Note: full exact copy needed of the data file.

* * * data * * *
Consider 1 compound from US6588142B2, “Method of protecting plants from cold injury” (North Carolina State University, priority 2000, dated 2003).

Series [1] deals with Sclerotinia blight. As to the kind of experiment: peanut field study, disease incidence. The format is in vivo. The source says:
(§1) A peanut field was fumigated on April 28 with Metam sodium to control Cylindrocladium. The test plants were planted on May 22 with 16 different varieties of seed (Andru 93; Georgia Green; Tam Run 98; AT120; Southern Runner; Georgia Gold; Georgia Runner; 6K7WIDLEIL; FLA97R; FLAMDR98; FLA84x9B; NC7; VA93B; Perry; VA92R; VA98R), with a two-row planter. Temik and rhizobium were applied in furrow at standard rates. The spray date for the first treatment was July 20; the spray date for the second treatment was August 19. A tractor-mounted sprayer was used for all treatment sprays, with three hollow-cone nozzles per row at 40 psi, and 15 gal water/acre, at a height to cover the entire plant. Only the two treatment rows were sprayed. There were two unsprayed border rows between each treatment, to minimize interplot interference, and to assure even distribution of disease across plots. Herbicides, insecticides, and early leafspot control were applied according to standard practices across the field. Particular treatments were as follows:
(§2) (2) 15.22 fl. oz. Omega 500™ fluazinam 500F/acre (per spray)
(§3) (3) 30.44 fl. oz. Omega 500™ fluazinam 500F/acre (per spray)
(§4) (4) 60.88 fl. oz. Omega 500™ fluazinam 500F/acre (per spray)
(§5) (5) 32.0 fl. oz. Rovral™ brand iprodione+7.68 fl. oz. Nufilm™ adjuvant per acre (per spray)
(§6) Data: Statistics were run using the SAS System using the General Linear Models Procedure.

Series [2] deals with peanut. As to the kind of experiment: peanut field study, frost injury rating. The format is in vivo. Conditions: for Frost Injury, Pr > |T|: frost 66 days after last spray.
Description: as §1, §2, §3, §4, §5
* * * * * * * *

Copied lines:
Consider 1 compound from US6588142B2, “Method of protecting plants from cold injury” (North Carolina State University, priority 2000, dated 2003).

Series [1] deals with Sclerotinia blight. As to the kind of experiment: peanut field study, disease incidence. The format is in vivo. The source says:
(§1) A peanut field was fumigated on April 28 with Metam sodium to control Cylindrocladium. The test plants were planted on May 22 with 16 different varieties of seed (Andru 93; Georgia Green; Tam Run 98; AT120; Southern Runner; Georgia Gold; Georgia Runner; 6K7WIDLEIL; FLA97R; FLAMDR98; FLA84x9B; NC7; VA93B; Perry; VA92R; VA98R), with a two-row planter. Temik and rhizobium were applied in furrow at standard rates. The spray date for the first treatment was July 20; the spray date for the second treatment was August 19. A tractor-mounted sprayer was used for all treatment sprays, with three hollow-cone nozzles per row at 40 psi, and 15 gal water/acre, at a height to cover the entire plant. Only the two treatment rows were sprayed. There were two unsprayed border rows between each treatment, to minimize interplot interference, and to assure even distribution of disease across plots. Herbicides, insecticides, and early leafspot control were applied according to standard practices across the field. Particular treatments were as follows:
(§2) (2) 15.22 fl. oz. Omega 500™ fluazinam 500F/acre (per spray)
(§3) (3) 30.44 fl. oz. Omega 500™ fluazinam 500F/acre (per spray)
(§4) (4) 60.88 fl. oz. Omega 500™ fluazinam 500F/acre (per spray)
(§5) (5) 32.0 fl. oz. Rovral™ brand iprodione+7.68 fl. oz. Nufilm™ adjuvant per acre (per spray)
(§6) Data: Statistics were run using the SAS System using the General Linear Models Procedure.

Series [2] deals with peanut. As to the kind of experiment: peanut field study, frost injury rating. The format is in vivo. Conditions: for Frost Injury, Pr > |T|: frost 66 days after last spray.
Description: as §1, §2, §3, §4, §5